The always funny and charismatic Lisa Olech joins me today, a fellow member of the Blue Ridge Literary Agency. Check out Lisa’s website. She’s a spectacular painter and makes stunning stained glass pieces too. But today she’s here to tell us about her latest book, ROCK SOLID, second in the Stoddard Art School Series.
First, a quick blurb, then on to Lisa’s 3 short, sweet and very good reasons to read “Rock Solid” as well as an excerpt.
MAXIMO VEGA is a “rock” star! The media proclaimed him ‘The Sculptor for the New Generation,’ but he’s a reclusive artist ensnared by fame. Driven and intense, his isolation only adds to his mystique. Couple that with his smoldering good looks and rich Italian accent… Fans sigh his name.
EMILY BASKINS is a gifted graduate student at the Stoddard School of Art. To land an internship at the Vega Studio is her golden ticket. All she has to do is follow the rules. And stay out of trouble. Two things Emily has never been able to do.
As Max becomes trapped in the glare of the limelight, he discovers his greatest muse. He teaches Emily to breathe passion into clay and give marble a soul. But is their fiery relationship as rock solid as they believe? Or will a lie shatter the illusion?
OKAY…TAKE IT AWAY, LISA…
Sharon, you’re such a doll to host me on your blog! What a fun subject line! Here are my three reasons why you should all read my new novel, ROCK SOLID:
#3. You’ll find out what looks like twenty raccoons fighting in a gym bag!
#2. You’ll learn how to say “I love you.” in Italian. (And really who doesn’t want to know how to whisper that to their significant other!)
And the #1 reason why you should read Rock Solid… The clay scene. Yes, I said clay. Do you remember the famous pottery wheel scene with Patrick Swayze and Demi Moore in the movie Ghost? Well, this scene in Rock Solid between Maximo Vega and Emily Baskins makes Patrick and Demi look like two kids playing in a mud puddle!
I had such fun writing this story. I hope you’ll love it as much as I do. Enjoy!!
Maximo Vega gathered his composure. He wore a black T-shirt, gray across the shoulders with dust, worn jeans, and heavy boots under a thick leather apron that reached to his knees. Hanging his head and bracing his hands on his hips, he was a study in frustration. The sleeves of his shirt hugged defined muscles of steely arms. And his hands…they were artist’s hands. Sculptor’s hands. Beaten by stone and scarred by tools. They spoke of years of rugged, blistering work.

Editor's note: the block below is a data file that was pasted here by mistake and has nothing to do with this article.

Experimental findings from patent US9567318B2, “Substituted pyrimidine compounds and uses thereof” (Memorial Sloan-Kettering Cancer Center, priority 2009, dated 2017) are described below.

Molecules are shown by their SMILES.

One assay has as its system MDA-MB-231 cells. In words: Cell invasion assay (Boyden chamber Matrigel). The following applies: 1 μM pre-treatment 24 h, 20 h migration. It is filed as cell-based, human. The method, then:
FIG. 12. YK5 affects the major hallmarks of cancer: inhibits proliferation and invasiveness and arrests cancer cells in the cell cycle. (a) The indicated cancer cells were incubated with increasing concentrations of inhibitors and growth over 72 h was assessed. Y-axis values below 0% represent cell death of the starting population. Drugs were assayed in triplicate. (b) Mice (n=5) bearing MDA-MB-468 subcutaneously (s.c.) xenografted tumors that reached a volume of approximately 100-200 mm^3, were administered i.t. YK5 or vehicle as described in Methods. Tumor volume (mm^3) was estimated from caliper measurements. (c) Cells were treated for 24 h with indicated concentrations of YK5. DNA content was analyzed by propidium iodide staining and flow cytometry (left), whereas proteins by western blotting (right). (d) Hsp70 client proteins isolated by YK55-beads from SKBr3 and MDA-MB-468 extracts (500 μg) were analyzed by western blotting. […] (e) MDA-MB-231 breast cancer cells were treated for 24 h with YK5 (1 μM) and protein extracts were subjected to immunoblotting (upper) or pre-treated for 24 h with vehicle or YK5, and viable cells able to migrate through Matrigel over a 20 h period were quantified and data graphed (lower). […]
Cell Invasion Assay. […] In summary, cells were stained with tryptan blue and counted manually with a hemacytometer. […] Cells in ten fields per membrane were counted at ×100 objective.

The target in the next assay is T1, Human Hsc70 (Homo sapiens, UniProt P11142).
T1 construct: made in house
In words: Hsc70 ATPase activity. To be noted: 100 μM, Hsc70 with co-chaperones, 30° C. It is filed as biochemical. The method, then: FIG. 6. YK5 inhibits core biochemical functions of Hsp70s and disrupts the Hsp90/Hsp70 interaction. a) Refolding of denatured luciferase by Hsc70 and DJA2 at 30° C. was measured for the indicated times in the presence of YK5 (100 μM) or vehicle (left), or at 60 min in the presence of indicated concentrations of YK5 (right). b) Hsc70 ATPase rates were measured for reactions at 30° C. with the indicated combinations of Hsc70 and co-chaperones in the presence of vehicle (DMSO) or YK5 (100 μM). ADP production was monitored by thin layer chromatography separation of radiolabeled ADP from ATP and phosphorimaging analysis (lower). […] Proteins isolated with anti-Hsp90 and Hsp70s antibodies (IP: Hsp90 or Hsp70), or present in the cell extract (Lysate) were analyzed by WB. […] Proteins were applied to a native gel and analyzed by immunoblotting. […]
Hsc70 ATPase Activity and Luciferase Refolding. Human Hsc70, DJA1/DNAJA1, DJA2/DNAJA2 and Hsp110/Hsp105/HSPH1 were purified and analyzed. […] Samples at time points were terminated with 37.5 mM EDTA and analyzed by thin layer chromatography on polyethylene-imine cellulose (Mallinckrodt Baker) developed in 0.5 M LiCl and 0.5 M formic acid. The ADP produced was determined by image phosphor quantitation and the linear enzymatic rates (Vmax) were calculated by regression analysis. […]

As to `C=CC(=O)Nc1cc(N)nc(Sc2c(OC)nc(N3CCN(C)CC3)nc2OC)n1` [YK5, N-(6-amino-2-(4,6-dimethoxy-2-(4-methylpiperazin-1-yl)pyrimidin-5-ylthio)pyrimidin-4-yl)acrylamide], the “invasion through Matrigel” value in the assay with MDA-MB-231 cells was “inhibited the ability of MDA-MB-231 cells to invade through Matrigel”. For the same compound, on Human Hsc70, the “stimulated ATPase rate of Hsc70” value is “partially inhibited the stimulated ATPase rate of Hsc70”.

He was tall. His shadowed jaw, rigid with anger, cut sharply against the tanned column of his neck. Maximo slapped the chisel on his leathered thigh. “I pay you. You find me good hands! Not idiota!”
“I’m sorry, Maximo. He’s gone. You’ll never have to work with him again.”
The great artist’s gaze slid over Emily. His eyes stopped at the white-knuckled hold she had on the large black portfolio.
He waved a hand toward her. “What are you?”
Emily’s throat slammed shut.
“A new intern possibly,” offered Dante. “She’s here from the Stoddard School of Art.”
Deep brown eyes the color of rich coffee, no cream, speared her beneath frowning brows. He flipped his hand toward the portfolio. “Come. Show me.”
Emily shot a look to Dante. He gave her a tiny nudge, like a parent pushing a frightened child toward Santa’s lap.
“Come, come, come.” He snatched the portfolio from her numb fingers, unzipped it and laid it open across a crowded worktable. He used the rag in his hand to wipe the sweat from his lip as he flipped through photos and sketches of her latest works.
“Nice. Hmm. No.” A nod for this one. A shake of the head for another. “Yes. This one is good. Good.”
He looked away from her sketches and gave her a hard stare before looking down the full length of her and back again in a slow appraisal. Emily released the breath she was holding.
“Let me see your hands.”
She held them out and he grasped her wrists and examined first her palms before turning them over. “Cold,” he said just loud enough for her to hear.
The smell of the heat of his body and the spice of soap drifted past her.
He lifted a quick eyebrow. “Good.”
Lisa A. Olech is an artist/writer living in her dream house nestled among the lakes in New England. She loves getting lost in a steamy book, finding the perfect pair of sexy shoes, and hearing the laughter of her men. Being an estrogen island in a sea of testosterone makes her queen. She believes in ghosts, silver linings, the power of a man in a tuxedo, and happy endings.
You can find her at: www.lisaolech.com, Facebook: www.facebook.com/Lisa.A.Olech.Writer, Twitter: www.twitter.com/LisaOlech